The struggle between right and wrong, the demands between family and that of the government, and the ultimate struggle between divine law and those made by man is the center of Sophocles’ Antigone. Through this expression of Greek drama, a sense of what life must have been like in the time of Sophocles comes across. In his world, women are subjugated and supposed to be silent spectators to the world around them as men’s search for power leads to incredible acts against both human and divine law. Antigone is a woman who firmly believed in these divine laws and whose actions changed the course of Thebian history.
The story of Antigone begins much sooner than the famous play makes known. It is filled with tragedy. Antigone is the daughter of the late king of Thebes, Oedipus. A seer told Oedipus’ own father, at the birth of his son that the king would be slain by this only son. He would then seize the throne of Thebes. He therefore banished Oedipus in order to maintain power. Years later the omen would come true. Oedipus would seize the Thebian throne, kill the king, and take Jocasta, the late king’s wife as his own. Unbeknownst to Oedipus that the man he had slain was his father and that his new wife was in fact his mother. When he learned of the truth, Oedipus blinded himself and Jocasta committed suicide.
Together, Oedipus and Jocasta were to have four children. Their two sons were named Polynices and Eteocles while the two daughters were named Ismene and Antigone. In the palace, Oedipus stayed with his children. It was agreed upon that Polynices and Eteocles would govern the city of Thebes in alternate years, but when their quarrels and disobedience were too much to bear with, their father placed a curse upon them. Under the omen, Oedipus said that the siblings would destroy one another. The first year of rule fell upon Eteocles. When it seemed that he would not give up power, Polynices went to Argos and prepared an invasion with the ruler of the land. As a result of the invasion, the two brothers would be dead, each by the other’s hand. Power over Thebes would then fall on the brother of the late Jocasta, Creon.
Being a man who was loyal to Thebes, Creon’s first order of business was to banish any traitors and forbid the burial of Polynices for invading the city with “foreigners.” This is where the story of Antigone begins. Horrified with the thought of her brother’s soul not reaching eternal peace without a proper burial, she decides to defy the order of Creon. In the night while the world is sleeping, Antigone flees to the place where the body of Polynices is being held. She lays dust over the body as a symbolic gesture. When Creon hears of this, he orders that the culprit responsible would be slain for defying the laws of the land.
As Antigone hears of the decree and of the fact that the body of Polynices was uncovered she goes to relay dust over the body again. This time the guards captured her and bring her to Creon. Dismayed, Creon tries to give her life and acquits Antigone of
the crime, but she is adamant about her actions. As Creon asks why she would “overstep the law,” she replies “because it was not Zeus who ordered it, nor justice dweller with the nether gods,” signifying the ultimate struggle between the laws governed by man and those governed by the gods. Despite the fact that Antigone is of his sister’s womb and that his own son Haemon is betrothed to her, Creon decrees that she is to be put to death.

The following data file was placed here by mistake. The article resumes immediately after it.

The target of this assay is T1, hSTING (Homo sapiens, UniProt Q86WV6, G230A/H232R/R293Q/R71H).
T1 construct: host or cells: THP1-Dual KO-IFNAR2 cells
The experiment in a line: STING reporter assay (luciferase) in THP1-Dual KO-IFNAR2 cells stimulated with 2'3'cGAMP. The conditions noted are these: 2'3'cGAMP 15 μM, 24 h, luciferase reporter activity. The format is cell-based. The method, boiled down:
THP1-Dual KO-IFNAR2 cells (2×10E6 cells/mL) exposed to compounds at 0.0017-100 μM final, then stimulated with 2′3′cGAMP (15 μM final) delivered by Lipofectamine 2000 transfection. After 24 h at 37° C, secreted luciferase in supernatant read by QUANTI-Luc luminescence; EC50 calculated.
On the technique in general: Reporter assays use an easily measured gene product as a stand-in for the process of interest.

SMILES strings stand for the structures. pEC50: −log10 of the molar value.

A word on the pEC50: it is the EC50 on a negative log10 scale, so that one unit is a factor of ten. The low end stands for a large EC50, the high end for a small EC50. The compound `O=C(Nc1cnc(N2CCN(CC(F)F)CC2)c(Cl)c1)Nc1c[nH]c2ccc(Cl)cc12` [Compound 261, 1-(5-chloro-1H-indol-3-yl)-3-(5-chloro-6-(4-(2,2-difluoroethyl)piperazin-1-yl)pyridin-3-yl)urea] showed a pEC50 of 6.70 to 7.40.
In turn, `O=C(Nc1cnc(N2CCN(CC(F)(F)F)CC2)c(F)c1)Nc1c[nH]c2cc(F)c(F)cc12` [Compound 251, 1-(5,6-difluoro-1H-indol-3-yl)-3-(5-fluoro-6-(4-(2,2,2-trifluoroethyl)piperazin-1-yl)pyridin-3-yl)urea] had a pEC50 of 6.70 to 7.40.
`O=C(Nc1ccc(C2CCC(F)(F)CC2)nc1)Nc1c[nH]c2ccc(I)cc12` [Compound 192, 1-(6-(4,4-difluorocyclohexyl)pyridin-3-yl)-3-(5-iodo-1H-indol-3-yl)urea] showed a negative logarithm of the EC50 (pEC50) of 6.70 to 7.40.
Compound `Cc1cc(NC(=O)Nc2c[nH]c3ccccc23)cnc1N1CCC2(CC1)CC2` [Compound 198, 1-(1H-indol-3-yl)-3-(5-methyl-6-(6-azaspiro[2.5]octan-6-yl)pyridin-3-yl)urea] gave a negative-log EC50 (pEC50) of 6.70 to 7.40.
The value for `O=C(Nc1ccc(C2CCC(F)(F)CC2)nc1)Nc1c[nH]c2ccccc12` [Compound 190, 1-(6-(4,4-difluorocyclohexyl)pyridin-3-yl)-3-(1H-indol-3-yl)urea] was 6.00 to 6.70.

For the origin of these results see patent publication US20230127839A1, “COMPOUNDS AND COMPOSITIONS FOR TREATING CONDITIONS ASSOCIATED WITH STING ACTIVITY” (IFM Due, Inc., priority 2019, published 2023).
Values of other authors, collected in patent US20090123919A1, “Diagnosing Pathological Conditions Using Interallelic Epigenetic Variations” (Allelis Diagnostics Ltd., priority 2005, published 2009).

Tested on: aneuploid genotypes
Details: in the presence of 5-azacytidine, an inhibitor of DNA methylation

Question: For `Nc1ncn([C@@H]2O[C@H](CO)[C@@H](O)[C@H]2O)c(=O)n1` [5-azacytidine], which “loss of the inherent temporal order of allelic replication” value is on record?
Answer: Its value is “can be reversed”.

The struggle between Creon’s own thoughts and the laws set before him in his religion are seen as the seer Tiresias first enters the story. He has been undoubted in the past because his predictions have always been correct, but when Creon is asked by the reverend to rethink his position on Antigone and Polynices, the king is adamant. He tells the seer “Not even for horror at such sacrilege will I permit his burial when for the sake of gain they speak foul treason with a fair outside” As Antigone is being led to her death, Tiresias’ warnings are being ignored. As his own final omen is being delivered to the deaf ears of the king, the seer obliges to say that death will be repaid by death, Creon will “learn to keep a tongue more gentle, and a brain more sober, than he carries now.”
Creon is left alone to ponder over the situation. Haemon, Antigone, and Tiresias have pleaded with him for a change of mind. His struggle over power in the family and government as well as his thoughts on divinity have led him to the ultimate ending of this story. Antigone hangs herself in the cave where she was supposed to spend her last days and Haemon at the very sight of his beloved kills himself in front of his father. Eurydice (Haemon’s mother and Creon’s wife) then kills herself with a dagger through the heart
when she hears of her son’s death. Creon is left to ponder over his actions and to take full responsibility for the deaths of three people whom he cared about.
This play is as true today as it was in the time of Sophocles in terms of the struggle of humans to find a median where they can be loyal to divinity, family, and government. As C. Warren Hollister so eloquently states, Sophocles “probed with majestic dignity the fundamental relationships of humanity and its gods, the problem of injustice in a righteous universe, and the terrible consequences of overweening pride.” (129) Antigone is a great example of the search for truth in his dramas and I enjoyed reading about this aspect of Greek history.